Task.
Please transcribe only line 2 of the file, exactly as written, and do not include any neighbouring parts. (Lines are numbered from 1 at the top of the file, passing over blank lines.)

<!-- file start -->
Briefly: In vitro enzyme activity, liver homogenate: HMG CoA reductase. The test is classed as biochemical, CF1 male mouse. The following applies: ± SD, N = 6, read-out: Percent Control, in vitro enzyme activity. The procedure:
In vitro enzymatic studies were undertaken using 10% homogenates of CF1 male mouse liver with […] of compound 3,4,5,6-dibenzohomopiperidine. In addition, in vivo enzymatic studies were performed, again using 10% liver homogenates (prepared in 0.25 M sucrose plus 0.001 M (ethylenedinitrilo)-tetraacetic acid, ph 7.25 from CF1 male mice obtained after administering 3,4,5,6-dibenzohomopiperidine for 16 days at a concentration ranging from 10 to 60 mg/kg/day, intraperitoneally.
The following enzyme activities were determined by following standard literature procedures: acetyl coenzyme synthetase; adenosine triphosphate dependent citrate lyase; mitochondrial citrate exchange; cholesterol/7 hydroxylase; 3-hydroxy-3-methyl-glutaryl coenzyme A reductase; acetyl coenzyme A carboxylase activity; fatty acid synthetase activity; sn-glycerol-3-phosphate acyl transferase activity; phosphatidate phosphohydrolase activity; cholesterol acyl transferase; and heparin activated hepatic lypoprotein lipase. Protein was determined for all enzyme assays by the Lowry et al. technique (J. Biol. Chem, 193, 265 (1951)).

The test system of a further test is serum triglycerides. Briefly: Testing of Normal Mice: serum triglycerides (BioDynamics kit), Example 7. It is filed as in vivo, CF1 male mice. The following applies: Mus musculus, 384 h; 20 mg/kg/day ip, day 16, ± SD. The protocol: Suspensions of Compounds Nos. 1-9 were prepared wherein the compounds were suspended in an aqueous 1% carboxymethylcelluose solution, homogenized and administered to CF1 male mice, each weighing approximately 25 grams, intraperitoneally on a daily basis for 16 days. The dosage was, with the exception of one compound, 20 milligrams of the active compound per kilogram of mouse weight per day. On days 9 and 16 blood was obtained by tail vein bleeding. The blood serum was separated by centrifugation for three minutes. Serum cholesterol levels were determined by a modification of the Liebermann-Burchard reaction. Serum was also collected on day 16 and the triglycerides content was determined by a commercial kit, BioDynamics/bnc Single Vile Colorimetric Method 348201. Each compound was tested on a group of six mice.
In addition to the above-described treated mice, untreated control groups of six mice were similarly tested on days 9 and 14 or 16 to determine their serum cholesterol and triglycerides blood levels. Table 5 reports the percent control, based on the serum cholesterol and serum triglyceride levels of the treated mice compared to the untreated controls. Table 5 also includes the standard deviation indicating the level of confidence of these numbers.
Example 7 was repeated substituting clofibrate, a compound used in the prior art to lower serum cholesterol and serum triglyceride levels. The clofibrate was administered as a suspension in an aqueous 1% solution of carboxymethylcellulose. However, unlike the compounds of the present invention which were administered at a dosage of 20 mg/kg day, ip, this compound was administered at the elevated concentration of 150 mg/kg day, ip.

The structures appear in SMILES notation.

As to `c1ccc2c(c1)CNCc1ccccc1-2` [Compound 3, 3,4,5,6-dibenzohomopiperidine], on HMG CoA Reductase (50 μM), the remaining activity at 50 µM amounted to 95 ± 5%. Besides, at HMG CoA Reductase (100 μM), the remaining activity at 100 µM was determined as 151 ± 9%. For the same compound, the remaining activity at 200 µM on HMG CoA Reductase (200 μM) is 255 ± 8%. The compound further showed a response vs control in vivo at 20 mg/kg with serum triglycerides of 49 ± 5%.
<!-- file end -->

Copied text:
In vitro enzymatic studies were undertaken using 10% homogenates of CF1 male mouse liver with […] of compound 3,4,5,6-dibenzohomopiperidine. In addition, in vivo enzymatic studies were performed, again using 10% liver homogenates (prepared in 0.25 M sucrose plus 0.001 M (ethylenedinitrilo)-tetraacetic acid, ph 7.25 from CF1 male mice obtained after administering 3,4,5,6-dibenzohomopiperidine for 16 days at a concentration ranging from 10 to 60 mg/kg/day, intraperitoneally.